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Discussion in 'HardForum Tech News' started by Megalith, Jan 6, 2019.
ONE INTEGER difference. I have the MG279Q NIEN NIEN NIEN
I'm honestly not surprised. A lot of stuff gets hidden by the raster/render hacks modern games use, so when you switch from that to a different technique you have to go through everything over again to be sure it looks the way it's supposed to. And then, if you still want to support the old stuff (in this case just lighting, thankfully), you have to go back and make sure the changes you made didn't break that.
Also, still nothing about DLSS or ray tracing in Rise of the Tomb Raider....
Maybe next CES?
i kid i kid
How close is it reaching to 11gb?
You'll see when we publish the article
I'm still writing it!
/hint I see why the TITAN RTX exists now
yeah except last week you could buy an evga 1070ti for $359 and with 2 free games thrown in.. so paying 1070ti price for ... 1070ti performance (also with less ram)
We were supposed to get HDR in Rise of the Tomb Raider, and that never happened. Starting to worry that the same thing will happen with RTX and Shadow of the Tomb Raider.
they keep hyping up how the 2060 is more powerful then the 1070ti but they're leaving out the fact that the 1070ti has 8GB VRAM vs 6GB on the 2060...and..."With Turing’s RT Cores and Tensor Cores, it can run Battlefield V with ray tracing at 60 frames per second," says Nvidia's official press release...yeah at 1080p
Murphy's Law mother fucker!
Not sure if this was posted, but nVidia just posted a list of FreeSync monitors to support VRR by drivers. The list is in one of the links in the blog, at the bottom of the table.
Hell froze over, kinda
EDIT: relevant part of the blog:
Here is a direct link to the table with the already certified monitors listed: https://www.nvidia.com/en-us/geforce/products/g-sync-monitors/specs/
G-Sync Compatible models are posted all the way at the bottom. Be interesting to see what other get added and what the difference will be between G-Sync Compatible monitors and the uncertified ones.
Problem with that is though, is the fact that RayTracing has it's own set of issues that Rasterization does not. So really, all that is happening is trading one well known set of hacks/tricks to learn a whole new set of hacks/tricks that probably -also- won't really look quite right. So really, you're where you started. Unless it stays hybrid, forever. In which case the only thing one has succeeded in doing is compounding the problem of complexity and consume more dev time simply to make it "pretty".
Them finally opening up to support async just made me rethink my next GPU upgrade. Let’s see what AMD has to offer first, if their $250 1080 equivalent pans out I might just stick with team Red.
odds are it'll only be freesync 2.0 monitors since the requirements are far more strict compared to standard freesync.
the 2070 can't even reliably run 60fps, there's no way in hell the 2060 is doing it with 6GB of ram.. you'd have be running low/medium settings on low DXR at 1080p.
Maybe it's time to upgrade my GTX 970...
If the rest of your sig is accurate then you will need to upgrade more than that if you get a new card...
One nice thing about the 2060 is that it lowers the barrier to entry for the Turing features, which I think will be important to get any sort of market adoption. If your workload fits in 6GB, its also a cheaper way to get tensor and RT cores for machine learning or visualization tasks (and if your work scales out, its cheaper per core than a 2070). It's not a particularly groundbreaking gaming card, but its also not a step back - realistically, we're looking at 1070Ti-ish performance for 1070Ti prices, but with the added benefit of new features (doesn't hurt to have them) and a newer architecture (likely improved driver support down the line if you keep your card for a couple years).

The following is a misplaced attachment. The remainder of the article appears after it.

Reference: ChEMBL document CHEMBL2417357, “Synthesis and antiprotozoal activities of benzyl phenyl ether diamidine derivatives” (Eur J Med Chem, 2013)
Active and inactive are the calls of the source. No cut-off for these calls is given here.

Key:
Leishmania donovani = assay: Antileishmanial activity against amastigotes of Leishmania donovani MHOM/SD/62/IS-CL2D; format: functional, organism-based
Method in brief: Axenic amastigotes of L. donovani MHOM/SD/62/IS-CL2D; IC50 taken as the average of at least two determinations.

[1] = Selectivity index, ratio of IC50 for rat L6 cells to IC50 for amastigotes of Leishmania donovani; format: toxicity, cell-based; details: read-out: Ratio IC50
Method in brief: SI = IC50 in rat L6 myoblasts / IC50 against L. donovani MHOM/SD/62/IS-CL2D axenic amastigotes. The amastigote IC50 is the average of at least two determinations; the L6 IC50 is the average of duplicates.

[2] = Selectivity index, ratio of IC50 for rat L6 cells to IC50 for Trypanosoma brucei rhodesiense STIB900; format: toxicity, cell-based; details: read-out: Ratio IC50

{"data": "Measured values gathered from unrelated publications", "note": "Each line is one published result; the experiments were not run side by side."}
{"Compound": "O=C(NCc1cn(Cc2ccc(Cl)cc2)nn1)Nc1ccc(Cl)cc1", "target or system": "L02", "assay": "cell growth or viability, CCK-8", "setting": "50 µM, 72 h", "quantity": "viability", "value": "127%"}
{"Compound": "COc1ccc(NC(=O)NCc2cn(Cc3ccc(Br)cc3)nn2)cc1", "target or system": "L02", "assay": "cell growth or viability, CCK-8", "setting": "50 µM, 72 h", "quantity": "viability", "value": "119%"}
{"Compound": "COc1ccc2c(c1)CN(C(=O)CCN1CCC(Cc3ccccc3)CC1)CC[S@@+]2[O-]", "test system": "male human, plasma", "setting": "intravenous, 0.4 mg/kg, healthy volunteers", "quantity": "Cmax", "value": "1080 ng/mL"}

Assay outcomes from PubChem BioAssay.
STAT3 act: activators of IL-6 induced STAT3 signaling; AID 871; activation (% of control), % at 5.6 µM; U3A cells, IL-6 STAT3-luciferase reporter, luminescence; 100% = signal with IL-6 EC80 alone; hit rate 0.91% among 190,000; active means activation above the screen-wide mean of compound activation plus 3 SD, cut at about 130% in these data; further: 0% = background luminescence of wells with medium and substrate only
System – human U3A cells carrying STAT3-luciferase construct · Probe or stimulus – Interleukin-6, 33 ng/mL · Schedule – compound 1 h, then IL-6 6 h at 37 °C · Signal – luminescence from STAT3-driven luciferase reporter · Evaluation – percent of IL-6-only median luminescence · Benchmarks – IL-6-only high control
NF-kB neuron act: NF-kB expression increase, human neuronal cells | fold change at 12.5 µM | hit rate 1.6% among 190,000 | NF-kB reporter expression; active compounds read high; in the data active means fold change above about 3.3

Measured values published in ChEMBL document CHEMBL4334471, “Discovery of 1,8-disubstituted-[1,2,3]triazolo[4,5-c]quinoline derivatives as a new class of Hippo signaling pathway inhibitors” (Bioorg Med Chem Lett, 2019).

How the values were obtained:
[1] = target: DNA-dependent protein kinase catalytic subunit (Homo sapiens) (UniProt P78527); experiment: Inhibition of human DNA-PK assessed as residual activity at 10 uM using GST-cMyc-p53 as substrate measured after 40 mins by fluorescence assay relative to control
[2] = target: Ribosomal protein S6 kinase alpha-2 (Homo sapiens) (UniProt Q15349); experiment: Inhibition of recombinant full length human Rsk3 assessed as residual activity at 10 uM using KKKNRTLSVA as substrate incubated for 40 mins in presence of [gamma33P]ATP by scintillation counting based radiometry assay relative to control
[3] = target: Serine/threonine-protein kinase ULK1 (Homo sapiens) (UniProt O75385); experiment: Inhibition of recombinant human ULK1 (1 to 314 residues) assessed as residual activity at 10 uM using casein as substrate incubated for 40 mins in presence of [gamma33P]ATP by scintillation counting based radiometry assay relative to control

Not cheap enough, IMO. The sweet spot is still $200-$250 for the mainstream. Until we see video cards all the way down to that level capable of performing well with NVIDIA Ray Tracing, it will be continually hard to gain adoption, IN MY OPINION.
This is why I think it won't happen until the next generation in 2020.
I need to double check but it looks like my AOC AGON 31.5 Monitor is on the approved list https://www.nvidia.com/en-us/geforce/products/g-sync-monitors/specs/ Ill have to check that model number but fairly sure thats it.
Your worrying me, looking forward to the article though.
Hopefully AMD announces something competitive soon to drive down prices.
That list looks more like a sponsor's list, or someone who paid to have each monitor pass, which is most likely the "passing" factor with no other differences. In fact, I looked up the BenQ XL2740 to see what the difference is between that and my Freesync BenQ XL2730z is... there are three differences. The XL2740 has a higher refresh rate (240hz vs 144hz), the XL2740 is a 1080P monitor vs my 1440P XL2730z, and t he XL2740 does not have freesync, or any adaptive sync listed in it's specifications. So, it is interesting that a monitor that doesn't have adaptive sync, or free sync listed in it's specs at all, can pass the test. It is possible it is unofficially supported, but it does make a person wonder what the "passing" factor is.
According to AMD, the monitor supports freesync.
I am going off the Manufactures web site, which has NO mention of supporting freesync, not a GPU manufactures site that is trying to promote their technology to sell cards. (in fact all outlets selling the monitor do not list freesync or adaptive sync in it's specifications) it may be unofficially supported though. Still makes a person wonder on the "passing" qualifications. It's kind of like how Comcast told me that my modem would fully support the 400Mbps speeds on their network... uh, it doesn't per the manufacturer and actual usage after the upgrade, I had to buy a different modem to get the full speed.